e-learning is not, however, the be all and end all to every training need.
by Kevin Kruse. Originally published at www.e-learningguru.com/
The vast movement towards e-learning is clearly motivated by the many benefits it offers. However much e-learning is praised and innovated, computers will never completely eliminate human instructors and other forms of educational delivery. What is important is to know exactly what e-learning advantages exist and when these outweigh the limitations of the medium.
Features unique to e-learning
Like no other training form, e-learning promises to provide a single experience that accommodates the three distinct learning styles of auditory learners, visual learners, and kinesthetic learners. Other unique opportunities created by the advent and development of e-learning are more efficient training of a globally dispersed audience; and reduced publishing and distribution costs as Web-based training becomes a standard.
E-learning also offers individualized instruction, which print media cannot provide, and instructor-led courses allow clumsily and at great cost. In conjunction with assessing needs, e-learning can target specific needs. And by using learning style tests, e-learning can locate and target individual learning preferences.
Additionally, synchronous e-learning is self-paced. Advanced learners are allowed to speed through or bypass instruction that is redundant while novices slow their own progress through content, eliminating frustration with themselves, their fellow learners, and the course.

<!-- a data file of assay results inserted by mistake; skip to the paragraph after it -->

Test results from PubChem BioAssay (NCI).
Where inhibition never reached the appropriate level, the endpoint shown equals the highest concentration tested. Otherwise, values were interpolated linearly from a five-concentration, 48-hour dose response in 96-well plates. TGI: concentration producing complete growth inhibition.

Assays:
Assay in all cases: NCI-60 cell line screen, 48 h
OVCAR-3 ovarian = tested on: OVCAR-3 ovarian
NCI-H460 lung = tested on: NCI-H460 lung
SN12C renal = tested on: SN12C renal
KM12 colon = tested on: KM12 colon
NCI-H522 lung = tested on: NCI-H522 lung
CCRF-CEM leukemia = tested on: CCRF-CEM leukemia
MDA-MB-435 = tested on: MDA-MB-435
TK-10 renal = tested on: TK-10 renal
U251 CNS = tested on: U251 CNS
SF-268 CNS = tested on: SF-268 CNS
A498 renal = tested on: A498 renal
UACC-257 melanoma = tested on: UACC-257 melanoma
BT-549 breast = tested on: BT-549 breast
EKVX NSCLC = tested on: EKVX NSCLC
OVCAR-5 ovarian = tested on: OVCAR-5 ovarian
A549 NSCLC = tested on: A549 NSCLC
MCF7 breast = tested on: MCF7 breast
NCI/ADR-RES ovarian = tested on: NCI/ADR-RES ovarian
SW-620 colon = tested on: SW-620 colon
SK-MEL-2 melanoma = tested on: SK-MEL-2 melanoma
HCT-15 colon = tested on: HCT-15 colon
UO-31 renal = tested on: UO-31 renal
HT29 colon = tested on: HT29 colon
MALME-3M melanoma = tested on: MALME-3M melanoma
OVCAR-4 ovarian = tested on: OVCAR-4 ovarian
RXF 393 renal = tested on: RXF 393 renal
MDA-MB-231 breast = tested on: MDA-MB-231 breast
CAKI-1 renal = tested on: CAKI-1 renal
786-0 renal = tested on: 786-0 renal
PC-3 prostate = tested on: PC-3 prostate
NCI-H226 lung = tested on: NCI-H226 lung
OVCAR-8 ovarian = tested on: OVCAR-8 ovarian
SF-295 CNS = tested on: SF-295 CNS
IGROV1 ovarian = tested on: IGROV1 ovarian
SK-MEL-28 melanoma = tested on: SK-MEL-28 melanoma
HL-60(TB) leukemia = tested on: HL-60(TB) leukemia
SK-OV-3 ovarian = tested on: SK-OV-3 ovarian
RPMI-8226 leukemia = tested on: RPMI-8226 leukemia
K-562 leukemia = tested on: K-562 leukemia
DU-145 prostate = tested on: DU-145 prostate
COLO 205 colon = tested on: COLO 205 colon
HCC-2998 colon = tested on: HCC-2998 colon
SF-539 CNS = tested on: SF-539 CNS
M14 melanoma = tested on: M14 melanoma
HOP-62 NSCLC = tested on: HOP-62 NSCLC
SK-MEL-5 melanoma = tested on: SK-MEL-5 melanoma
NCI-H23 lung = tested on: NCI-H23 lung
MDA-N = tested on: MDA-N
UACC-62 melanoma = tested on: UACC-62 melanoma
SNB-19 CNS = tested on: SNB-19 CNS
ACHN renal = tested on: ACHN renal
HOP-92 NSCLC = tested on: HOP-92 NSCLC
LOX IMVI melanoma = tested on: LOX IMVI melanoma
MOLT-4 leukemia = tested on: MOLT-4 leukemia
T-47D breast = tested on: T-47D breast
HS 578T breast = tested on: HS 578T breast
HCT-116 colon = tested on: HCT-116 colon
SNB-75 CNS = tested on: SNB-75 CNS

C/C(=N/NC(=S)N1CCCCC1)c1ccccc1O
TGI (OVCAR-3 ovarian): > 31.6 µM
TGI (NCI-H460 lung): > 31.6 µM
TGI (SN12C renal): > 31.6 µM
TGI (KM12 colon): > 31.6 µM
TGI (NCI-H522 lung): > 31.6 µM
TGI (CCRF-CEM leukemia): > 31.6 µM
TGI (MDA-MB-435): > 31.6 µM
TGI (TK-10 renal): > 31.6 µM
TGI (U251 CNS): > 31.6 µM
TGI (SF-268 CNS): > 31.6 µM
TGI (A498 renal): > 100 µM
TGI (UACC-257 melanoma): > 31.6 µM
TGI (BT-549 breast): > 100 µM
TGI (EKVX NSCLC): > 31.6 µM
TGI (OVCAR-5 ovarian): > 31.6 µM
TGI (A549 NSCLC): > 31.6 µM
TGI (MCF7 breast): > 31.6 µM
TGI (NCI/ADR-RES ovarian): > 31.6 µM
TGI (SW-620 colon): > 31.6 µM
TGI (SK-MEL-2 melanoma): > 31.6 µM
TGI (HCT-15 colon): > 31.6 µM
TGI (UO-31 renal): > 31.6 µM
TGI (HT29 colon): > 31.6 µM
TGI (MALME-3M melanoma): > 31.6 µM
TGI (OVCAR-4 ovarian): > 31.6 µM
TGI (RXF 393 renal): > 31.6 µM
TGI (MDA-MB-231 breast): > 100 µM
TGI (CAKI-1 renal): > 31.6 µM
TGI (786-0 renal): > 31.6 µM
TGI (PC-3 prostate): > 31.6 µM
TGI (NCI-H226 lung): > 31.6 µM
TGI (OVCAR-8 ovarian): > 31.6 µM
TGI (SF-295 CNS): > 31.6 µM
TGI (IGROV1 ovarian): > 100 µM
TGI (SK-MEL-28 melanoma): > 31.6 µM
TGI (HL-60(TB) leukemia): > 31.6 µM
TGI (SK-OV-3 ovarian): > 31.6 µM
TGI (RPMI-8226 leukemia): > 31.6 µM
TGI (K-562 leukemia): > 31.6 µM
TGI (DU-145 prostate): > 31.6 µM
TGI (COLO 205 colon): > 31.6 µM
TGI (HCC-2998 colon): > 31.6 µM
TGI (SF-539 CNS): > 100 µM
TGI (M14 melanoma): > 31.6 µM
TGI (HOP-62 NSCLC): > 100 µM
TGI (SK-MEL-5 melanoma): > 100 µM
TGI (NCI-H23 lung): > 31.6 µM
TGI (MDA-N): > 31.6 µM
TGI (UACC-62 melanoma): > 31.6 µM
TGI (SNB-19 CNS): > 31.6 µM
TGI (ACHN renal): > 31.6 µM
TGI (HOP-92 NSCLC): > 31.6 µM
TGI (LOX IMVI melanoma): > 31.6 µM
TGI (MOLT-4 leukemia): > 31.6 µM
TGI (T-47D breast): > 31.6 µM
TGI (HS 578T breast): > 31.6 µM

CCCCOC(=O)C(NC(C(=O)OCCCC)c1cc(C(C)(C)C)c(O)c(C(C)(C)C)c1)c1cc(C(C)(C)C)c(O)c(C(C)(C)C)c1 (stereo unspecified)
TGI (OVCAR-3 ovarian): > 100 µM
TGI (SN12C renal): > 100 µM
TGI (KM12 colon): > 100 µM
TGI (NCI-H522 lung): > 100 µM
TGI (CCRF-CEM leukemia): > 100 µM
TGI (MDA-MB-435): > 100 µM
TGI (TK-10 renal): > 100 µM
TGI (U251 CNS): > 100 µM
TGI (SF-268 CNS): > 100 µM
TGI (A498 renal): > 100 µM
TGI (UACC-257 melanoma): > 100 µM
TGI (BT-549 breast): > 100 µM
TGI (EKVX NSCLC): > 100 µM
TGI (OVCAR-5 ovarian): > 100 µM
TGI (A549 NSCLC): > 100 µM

In these ways, e-learning is inclusive of a maximum number of participants with a maximum range of learning styles, preferences, and needs.
All collaborative learning theory contends that human interaction is a vital ingredient to learning. Consideration of this is particularly crucial when designing e-learning, realizing the potential for the medium to isolate learners.
With well-delivered synchronous distance education, and technology like message boards, chats, e-mail, and tele-conferencing, this potential drawback is reduced [but not removed].
However, e-learning detractors still argue that the magical classroom bond between teacher and student, and among the students themselves, can not be replicated through communications technology.
Advantages of e-learning to the trainer or organization
Some of the most outstanding advantages to the trainer or organization are:
- Reduced overall cost is the single most influential factor in adopting e-learning. The elimination of costs associated with instructor’s salaries, meeting room rentals, and student travel, lodging, and meals are directly quantifiable. The reduction of time spent away from the job by employees may be the most positive offshoot.
- Learning times reduced, an average of 40 to 60 percent, as found by Brandon Hall (Web-based Training Cookbook, 1997, p. 108).
- Increased retention and application to the job averages an increase of 25 percent over traditional methods, according to an independent study by J.D. Fletcher (Multimedia Review, Spring 1991, pp.33-42).